Cannes 2012: Auteurs take a shine to Americana

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CANNES, France — Increasingly reliant on global audiences for box office success, many Hollywood studios are muting elements that might be considered too American. But prestige filmmakers working outside the studio system — including several from other countries — are doubling down on the red, white and blue. They are churning out movies that are not only set in America but that also traffic distinctly in Americana.

At the Cannes Film Festival, which serves as perhaps the most important window on the state of prestige film, Americana-themed pictures abound. The movies include “Mud,” a modern take on “Huckleberry Finn”; “Lawless,” a story of gangsters and bootleggers during Prohibition; “Beasts of the Southern Wild,” a folkloric tale set amid the Louisiana bayous; “Moonrise Kingdom,” a look at life in a New England summer camp; and “On the Road,” based on the generation-defining Beat novel by Jack Kerouac. All but “Mud” are set to come out in the U.S. before the end of the year.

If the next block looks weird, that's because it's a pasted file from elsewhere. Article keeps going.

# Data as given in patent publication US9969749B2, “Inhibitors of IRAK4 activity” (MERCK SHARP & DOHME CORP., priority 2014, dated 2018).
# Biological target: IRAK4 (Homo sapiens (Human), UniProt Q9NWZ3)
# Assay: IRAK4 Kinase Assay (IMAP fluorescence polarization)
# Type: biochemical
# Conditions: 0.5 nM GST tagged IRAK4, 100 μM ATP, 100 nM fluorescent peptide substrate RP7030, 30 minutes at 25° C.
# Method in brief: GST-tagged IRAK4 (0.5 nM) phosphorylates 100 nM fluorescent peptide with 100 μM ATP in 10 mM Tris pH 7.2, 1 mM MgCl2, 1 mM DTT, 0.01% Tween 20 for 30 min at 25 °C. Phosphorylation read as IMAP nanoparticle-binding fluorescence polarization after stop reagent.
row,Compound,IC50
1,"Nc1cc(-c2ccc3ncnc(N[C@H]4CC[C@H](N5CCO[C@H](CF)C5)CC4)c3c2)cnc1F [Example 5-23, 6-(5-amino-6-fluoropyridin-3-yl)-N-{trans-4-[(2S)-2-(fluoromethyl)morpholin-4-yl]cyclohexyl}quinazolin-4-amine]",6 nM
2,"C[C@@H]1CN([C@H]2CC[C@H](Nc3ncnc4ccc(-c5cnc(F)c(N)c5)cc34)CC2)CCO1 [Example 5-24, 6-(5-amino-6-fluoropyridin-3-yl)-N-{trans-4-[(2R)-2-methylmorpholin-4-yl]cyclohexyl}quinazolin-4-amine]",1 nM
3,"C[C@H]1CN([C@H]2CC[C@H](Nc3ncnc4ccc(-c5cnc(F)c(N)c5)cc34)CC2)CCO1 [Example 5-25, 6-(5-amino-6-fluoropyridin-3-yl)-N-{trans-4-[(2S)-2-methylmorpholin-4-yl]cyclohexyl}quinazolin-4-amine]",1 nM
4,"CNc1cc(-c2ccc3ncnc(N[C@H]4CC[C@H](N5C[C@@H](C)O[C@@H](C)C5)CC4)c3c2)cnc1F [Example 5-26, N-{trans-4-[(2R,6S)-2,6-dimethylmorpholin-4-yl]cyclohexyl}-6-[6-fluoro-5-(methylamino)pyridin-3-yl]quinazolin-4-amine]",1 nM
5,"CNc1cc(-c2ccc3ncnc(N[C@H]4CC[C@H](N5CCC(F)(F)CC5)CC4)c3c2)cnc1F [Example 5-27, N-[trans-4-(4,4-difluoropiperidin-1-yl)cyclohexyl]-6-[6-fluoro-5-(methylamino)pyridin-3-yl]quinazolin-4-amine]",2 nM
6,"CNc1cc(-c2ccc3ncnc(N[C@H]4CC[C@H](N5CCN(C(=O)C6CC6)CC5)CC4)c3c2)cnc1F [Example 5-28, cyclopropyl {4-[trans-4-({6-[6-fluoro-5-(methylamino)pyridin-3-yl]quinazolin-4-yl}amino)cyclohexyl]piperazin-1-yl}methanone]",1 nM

“I think there’s a notion among independent filmmakers now that myth has run aground in our country’s mainstream film culture — we have sequel disease, Sherlock Holmes is getting bastardized, Snow White is being turned into the ‘Twilight’ girl,” said Benh Zeitlin, director of “Beasts.” “Some of us outside Hollywood feel like our response should be to raise and reclaim our basic myths.”

To do so, these filmmakers are taking recognizable Americana elements and adding new — but, they hope, respectful — twists. “Beasts,” which tells of a 6-year-old girl named Hushpuppy who is fighting for survival after a devastating storm, mixes in giant, imaginary creatures with its more traditional Southern-fried tale. “Mud” has two modern-day boys a la Tom Sawyer and Huck Finn taking to the Mississippi River and coming across an interesting stranger — only instead of an escaped slave it’s an enigmatic slacker played by Matthew McConaughey.

And in “Lawless,” filmmakers tackle an Al Capone-type story — only this time the crime-running family is in rural Virginia, not big-city Chicago.